Printers are often the weakest link in an organization, with printer vulnerabilities being exploited in various malicious campaigns to compromise entire networks.
One such vulnerability was disclosed in 2017, and enabled hackers to carry out remote code execution attacks on enterprise-grade printers.
The flaw in question was identified as CVE-2017-2750 and was reported to HP in August last year. Affected printers included HP Color LaserJet Enterprise M651, HP Color LaserJet Enterprise M652, HP Color LaserJet Managed E65060, HP LaserJet Enterprise 800 color MFP M880, among others.
It is indeed HP (Hewlett-Packard) that is behind a new initiative to stimulate researchers to locate vulnerabilities in printers. HP just announced it will be inviting white hat hackers to test its printers for bugs that hackers could exploit for malicious purposes. The one-of-a-king bug bounty program is launched in partnership with bug bounty platform Bugcrowd.
How Will the HP Printer Bug Bounty Work?
The company is offering a bounty in the size of $10,000 in what appears to be a private bug bounty, which is created specifically for HP printer hardware. The decision to launch such a program is a smart move since enterprise printers are usually in a network, making it very easy for hackers to take down entire organizations.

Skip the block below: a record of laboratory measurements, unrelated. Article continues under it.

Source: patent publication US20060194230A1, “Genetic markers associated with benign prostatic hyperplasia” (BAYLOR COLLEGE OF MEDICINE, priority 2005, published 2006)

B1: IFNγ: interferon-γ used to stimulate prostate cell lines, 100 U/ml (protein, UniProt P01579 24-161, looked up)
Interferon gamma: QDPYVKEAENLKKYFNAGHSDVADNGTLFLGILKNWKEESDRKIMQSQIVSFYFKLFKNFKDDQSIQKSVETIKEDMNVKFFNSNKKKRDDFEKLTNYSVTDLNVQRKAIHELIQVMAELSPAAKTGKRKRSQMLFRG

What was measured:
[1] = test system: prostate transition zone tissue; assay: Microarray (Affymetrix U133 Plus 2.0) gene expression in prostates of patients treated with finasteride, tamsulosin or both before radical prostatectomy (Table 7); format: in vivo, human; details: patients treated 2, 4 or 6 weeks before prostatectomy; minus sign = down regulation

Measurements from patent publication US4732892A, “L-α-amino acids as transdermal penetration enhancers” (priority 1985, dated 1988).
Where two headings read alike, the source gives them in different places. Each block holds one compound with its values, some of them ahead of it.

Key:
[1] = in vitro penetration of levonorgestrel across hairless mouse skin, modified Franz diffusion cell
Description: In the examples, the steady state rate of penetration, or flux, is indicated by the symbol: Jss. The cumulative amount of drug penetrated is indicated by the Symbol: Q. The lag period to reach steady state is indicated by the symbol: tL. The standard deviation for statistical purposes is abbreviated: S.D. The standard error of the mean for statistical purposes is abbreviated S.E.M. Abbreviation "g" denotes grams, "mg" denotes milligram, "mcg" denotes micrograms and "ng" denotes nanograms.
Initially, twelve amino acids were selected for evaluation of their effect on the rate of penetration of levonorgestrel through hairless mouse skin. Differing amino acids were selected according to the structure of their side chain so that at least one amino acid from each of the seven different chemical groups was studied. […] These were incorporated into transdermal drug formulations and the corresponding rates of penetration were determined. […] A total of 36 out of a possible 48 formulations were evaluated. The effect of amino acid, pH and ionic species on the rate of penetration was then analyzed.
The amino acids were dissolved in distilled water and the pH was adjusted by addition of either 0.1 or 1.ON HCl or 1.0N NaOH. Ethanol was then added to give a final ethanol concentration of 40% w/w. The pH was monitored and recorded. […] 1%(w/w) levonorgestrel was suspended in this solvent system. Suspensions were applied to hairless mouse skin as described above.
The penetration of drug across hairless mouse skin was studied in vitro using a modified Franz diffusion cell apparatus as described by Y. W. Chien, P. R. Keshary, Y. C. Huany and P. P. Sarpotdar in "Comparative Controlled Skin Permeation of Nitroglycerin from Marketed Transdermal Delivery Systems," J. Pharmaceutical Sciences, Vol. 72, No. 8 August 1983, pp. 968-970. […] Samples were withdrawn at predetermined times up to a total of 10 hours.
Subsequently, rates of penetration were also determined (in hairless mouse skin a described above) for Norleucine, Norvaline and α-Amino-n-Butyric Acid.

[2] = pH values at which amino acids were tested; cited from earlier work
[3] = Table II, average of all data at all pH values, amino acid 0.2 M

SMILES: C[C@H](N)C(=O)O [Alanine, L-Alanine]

According to a 2018 report by Bugcrowd, endpoint devices are increasingly targeted by malicious actors, with a 21 percent increase in total endpoint bugs reported in the last year. Thus, HP has decided to launch a printer-only vulnerability disclosure program encouraging researchers to discover and report bugs. Depending on the scale of the vulnerability, bug bounties will vary between $500 and $10,000.
It should be noted that the bounty program will be managed by Bugcrowd. The program is going to be private, meaning that researchers who already have cooperated with Bugcrowd will be invited to join. Nonetheless, the program may be available for the public in some time.
What will HP do? The company will set up enterprise-class printers that researchers will have remote access to. The researchers will probe the printers for vulnerabilities that HP isn’t aware of. However, this doesn’t mean that vulnerabilities unearthed via physical access are not allowed. There is already one case where HP shipped at least one device to a researcher who requested it. Still, HP is primarily focused on finding out about remote attacks.